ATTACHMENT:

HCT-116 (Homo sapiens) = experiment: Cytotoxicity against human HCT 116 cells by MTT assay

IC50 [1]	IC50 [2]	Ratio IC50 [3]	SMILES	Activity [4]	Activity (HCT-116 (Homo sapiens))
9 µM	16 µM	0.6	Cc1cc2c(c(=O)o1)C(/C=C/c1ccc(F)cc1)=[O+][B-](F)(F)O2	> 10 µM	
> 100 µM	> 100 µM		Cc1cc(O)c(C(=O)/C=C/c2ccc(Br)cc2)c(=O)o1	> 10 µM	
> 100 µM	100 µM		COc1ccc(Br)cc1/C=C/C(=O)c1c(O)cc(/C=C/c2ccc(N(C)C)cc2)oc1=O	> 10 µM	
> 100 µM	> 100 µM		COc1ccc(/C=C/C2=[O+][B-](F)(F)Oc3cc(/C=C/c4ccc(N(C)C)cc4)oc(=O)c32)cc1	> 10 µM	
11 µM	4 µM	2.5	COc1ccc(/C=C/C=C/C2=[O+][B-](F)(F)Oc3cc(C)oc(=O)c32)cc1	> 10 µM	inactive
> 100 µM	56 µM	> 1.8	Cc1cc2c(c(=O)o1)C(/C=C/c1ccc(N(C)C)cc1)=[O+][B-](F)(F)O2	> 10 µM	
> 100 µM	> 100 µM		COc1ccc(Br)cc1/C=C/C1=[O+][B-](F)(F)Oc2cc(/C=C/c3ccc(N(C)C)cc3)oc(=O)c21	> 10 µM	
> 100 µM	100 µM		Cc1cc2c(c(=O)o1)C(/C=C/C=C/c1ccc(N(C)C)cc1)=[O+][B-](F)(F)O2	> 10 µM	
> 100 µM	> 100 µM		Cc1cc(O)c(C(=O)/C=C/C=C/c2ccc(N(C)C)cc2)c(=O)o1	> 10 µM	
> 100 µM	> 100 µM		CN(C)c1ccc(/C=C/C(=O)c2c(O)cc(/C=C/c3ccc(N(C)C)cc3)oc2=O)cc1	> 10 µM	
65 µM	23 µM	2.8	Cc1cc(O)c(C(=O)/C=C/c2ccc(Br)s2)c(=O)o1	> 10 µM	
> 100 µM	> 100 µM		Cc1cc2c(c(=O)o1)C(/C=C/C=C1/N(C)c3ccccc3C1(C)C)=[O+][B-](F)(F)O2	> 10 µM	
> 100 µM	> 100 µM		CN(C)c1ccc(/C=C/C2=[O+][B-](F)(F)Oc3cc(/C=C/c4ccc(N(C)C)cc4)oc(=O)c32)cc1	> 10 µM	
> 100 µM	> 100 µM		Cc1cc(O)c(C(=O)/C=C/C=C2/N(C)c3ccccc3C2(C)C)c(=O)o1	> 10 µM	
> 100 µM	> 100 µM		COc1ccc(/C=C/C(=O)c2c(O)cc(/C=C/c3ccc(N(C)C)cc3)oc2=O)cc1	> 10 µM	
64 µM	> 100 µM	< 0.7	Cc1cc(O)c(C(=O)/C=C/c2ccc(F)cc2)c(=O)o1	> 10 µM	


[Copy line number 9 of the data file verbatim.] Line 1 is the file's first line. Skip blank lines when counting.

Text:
> 100 µM	> 100 µM		COc1ccc(Br)cc1/C=C/C1=[O+][B-](F)(F)Oc2cc(/C=C/c3ccc(N(C)C)cc3)oc(=O)c21	> 10 µM	